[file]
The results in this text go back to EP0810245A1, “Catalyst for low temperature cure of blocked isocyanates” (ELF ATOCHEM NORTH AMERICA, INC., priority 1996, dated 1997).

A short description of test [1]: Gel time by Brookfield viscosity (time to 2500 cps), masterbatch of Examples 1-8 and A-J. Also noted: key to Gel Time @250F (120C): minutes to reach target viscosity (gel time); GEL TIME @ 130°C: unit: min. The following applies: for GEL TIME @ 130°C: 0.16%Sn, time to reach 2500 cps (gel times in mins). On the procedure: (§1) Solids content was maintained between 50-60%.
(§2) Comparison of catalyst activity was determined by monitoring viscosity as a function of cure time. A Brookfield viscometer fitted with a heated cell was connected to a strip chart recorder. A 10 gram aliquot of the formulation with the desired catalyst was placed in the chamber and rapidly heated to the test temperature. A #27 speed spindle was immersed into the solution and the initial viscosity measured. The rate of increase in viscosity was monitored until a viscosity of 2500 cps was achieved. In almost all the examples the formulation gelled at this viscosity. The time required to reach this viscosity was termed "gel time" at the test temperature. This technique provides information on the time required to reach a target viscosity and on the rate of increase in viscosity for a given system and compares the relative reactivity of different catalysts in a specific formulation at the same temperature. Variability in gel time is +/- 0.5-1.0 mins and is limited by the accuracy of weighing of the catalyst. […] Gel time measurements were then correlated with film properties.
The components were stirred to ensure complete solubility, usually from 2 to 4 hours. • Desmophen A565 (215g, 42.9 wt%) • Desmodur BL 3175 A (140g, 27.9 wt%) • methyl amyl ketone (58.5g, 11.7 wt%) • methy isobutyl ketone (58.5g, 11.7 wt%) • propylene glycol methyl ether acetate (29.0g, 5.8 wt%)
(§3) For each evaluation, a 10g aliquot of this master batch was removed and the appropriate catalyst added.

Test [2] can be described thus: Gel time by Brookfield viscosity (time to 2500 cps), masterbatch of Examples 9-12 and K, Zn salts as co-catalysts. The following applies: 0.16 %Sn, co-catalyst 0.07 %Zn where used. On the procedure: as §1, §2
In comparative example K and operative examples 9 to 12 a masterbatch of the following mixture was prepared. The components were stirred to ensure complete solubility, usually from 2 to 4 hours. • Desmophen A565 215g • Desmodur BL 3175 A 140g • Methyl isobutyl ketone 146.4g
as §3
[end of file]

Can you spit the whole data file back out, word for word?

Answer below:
The results in this text go back to EP0810245A1, “Catalyst for low temperature cure of blocked isocyanates” (ELF ATOCHEM NORTH AMERICA, INC., priority 1996, dated 1997).

A short description of test [1]: Gel time by Brookfield viscosity (time to 2500 cps), masterbatch of Examples 1-8 and A-J. Also noted: key to Gel Time @250F (120C): minutes to reach target viscosity (gel time); GEL TIME @ 130°C: unit: min. The following applies: for GEL TIME @ 130°C: 0.16%Sn, time to reach 2500 cps (gel times in mins). On the procedure: (§1) Solids content was maintained between 50-60%.
(§2) Comparison of catalyst activity was determined by monitoring viscosity as a function of cure time. A Brookfield viscometer fitted with a heated cell was connected to a strip chart recorder. A 10 gram aliquot of the formulation with the desired catalyst was placed in the chamber and rapidly heated to the test temperature. A #27 speed spindle was immersed into the solution and the initial viscosity measured. The rate of increase in viscosity was monitored until a viscosity of 2500 cps was achieved. In almost all the examples the formulation gelled at this viscosity. The time required to reach this viscosity was termed "gel time" at the test temperature. This technique provides information on the time required to reach a target viscosity and on the rate of increase in viscosity for a given system and compares the relative reactivity of different catalysts in a specific formulation at the same temperature. Variability in gel time is +/- 0.5-1.0 mins and is limited by the accuracy of weighing of the catalyst. […] Gel time measurements were then correlated with film properties.
The components were stirred to ensure complete solubility, usually from 2 to 4 hours. • Desmophen A565 (215g, 42.9 wt%) • Desmodur BL 3175 A (140g, 27.9 wt%) • methyl amyl ketone (58.5g, 11.7 wt%) • methy isobutyl ketone (58.5g, 11.7 wt%) • propylene glycol methyl ether acetate (29.0g, 5.8 wt%)
(§3) For each evaluation, a 10g aliquot of this master batch was removed and the appropriate catalyst added.

Test [2] can be described thus: Gel time by Brookfield viscosity (time to 2500 cps), masterbatch of Examples 9-12 and K, Zn salts as co-catalysts. The following applies: 0.16 %Sn, co-catalyst 0.07 %Zn where used. On the procedure: as §1, §2
In comparative example K and operative examples 9 to 12 a masterbatch of the following mixture was prepared. The components were stirred to ensure complete solubility, usually from 2 to 4 hours. • Desmophen A565 215g • Desmodur BL 3175 A 140g • Methyl isobutyl ketone 146.4g
as §3